“A generous collection with a distinctly upbeat tone, this gives a taste of the best poets writing for children over the last several decades. Lobel’s drawings imbue the whole with action and graphic images as inventive as the verse. Successfully geared to meet home, school, and library needs.”—Starred, Booklist

About Marjorie Priceman

Marjorie Priceman - For Laughing Out Loud: Poems to Tickle Your Funnybone
In the age of Mapquest and global-positioning systems, I still love the Rand McNally road atlas. The whole, crazy country is contained between its two covers. The strange place names and geographical quirks, the weirdly shaped states–as well as the orderly square ones. The fact that you can plot a trip from here to anywhere and get there eventually.

Picture books, I think, can be a thrifty form of travel. Without leaving the house you can cross a continent, venture out to sea (or under it), go back in time or into space. How to Make a Cherry Pie and See the U.S.A. was my attempt to write a sequel to How to Make an Apple Pie and See the World that didn't just repeat the same formula in a new locale with a different dessert.

This time, I began with a recipe. This time, the baker has all the ingredients–but is lacking the bowl, spoons, and other cooking tools to complete the cherry pie. The result is part road trip, part tutorial–a "scenic" jaunt around the U.S.A., if not exactly the shortest route.

I harkened back to the family vacations of my youth. In the backseat of the Chevy Malibu, counting cows or playing tic-tac-toe, stopping at all the roadside attractions. Scenic overlooks! Snack bars! Petting Zoos! Souvenirs!

We visited historic sites, museums and monuments, planetariums and movie studios, national parks and amusement parks. We went to the seashore and drove up at least one snow-topped mountain in summer. From the car windows, we saw farms, forests, big cities and small towns, oil refineries, skyscrapers, and bridges.

But we also toured the symbols of American industry–Hoover Dam, the Golden Gate Bridge, the Corning Glass factory. We volunteered for quality control at the Hershey Chocolate works. We panned for "gold" at Knott's Berry Farm.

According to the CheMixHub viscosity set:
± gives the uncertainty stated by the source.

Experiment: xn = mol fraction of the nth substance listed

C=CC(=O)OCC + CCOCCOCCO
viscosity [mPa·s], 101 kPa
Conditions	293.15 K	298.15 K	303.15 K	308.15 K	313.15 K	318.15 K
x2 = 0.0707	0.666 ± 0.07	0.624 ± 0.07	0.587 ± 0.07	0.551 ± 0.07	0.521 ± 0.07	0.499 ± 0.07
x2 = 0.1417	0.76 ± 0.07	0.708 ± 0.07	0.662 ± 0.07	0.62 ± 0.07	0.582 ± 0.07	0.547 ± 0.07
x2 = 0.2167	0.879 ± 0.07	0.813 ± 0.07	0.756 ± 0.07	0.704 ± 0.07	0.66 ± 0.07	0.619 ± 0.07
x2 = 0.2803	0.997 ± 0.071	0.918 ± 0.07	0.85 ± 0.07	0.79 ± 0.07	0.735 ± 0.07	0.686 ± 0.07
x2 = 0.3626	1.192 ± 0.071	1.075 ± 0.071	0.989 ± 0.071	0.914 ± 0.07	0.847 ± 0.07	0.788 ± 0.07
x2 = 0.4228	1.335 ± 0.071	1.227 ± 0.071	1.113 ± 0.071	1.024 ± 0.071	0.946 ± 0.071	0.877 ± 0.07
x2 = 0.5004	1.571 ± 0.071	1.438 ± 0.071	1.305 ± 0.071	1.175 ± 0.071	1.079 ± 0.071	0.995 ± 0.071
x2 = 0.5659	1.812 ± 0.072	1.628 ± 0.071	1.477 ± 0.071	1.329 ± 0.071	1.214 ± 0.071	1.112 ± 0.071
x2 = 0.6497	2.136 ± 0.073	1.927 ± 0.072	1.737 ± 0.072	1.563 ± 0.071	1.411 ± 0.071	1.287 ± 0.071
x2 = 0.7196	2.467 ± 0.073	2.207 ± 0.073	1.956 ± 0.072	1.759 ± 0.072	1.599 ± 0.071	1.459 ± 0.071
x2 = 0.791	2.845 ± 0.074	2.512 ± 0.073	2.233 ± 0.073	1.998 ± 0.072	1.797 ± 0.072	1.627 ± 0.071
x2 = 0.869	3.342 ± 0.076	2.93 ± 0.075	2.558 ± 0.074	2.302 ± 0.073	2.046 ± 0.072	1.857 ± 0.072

The book attempts to tell kids where stuff comes from (aside from Wal-Mart, or China) and how our natural resources are turned into everything we use in our daily lives. How a plastic spoon or toy starts out as crude oil from deep underground, or the raw materials for glass are found in the sand on a beach. There is a very subtle message on recycling (see if you can find it), but that is not the purpose of this book. Of course, one hopes that as kids learn that real trees, mountains, and earth are used up to make common household items, that will help them understand the importance of conservation.

Although its purpose is to inform, I've tried to include enough oddball humor and detours along the road to prevent it from being just another "educational" vacation (we've all had those). In the end, the task at hand–collecting the materials to make the tools to bake the cherry pie–is also an excuse to travel this amazing, captivating country, an expansive and surprising America that no 32-page book can ever hope to capture or contain.


WINNER 1991 School Library Journal Best Books of the Year

  • For Laughing Out Loud: Poems to Tickle Your Funnybone by Selected by Jack Prelutsky; illustrated by Marjorie Priceman
  • March 20, 1991
  • Juvenile Nonfiction - Poetry; Poetry; Humor
  • Knopf Books for Young Readers
  • $19.95
  • 9780394821443

Your E-Mail Address
send me a copy

Recipient's E-Mail Address
(multiple addresses may be separated by commas)

A personal message: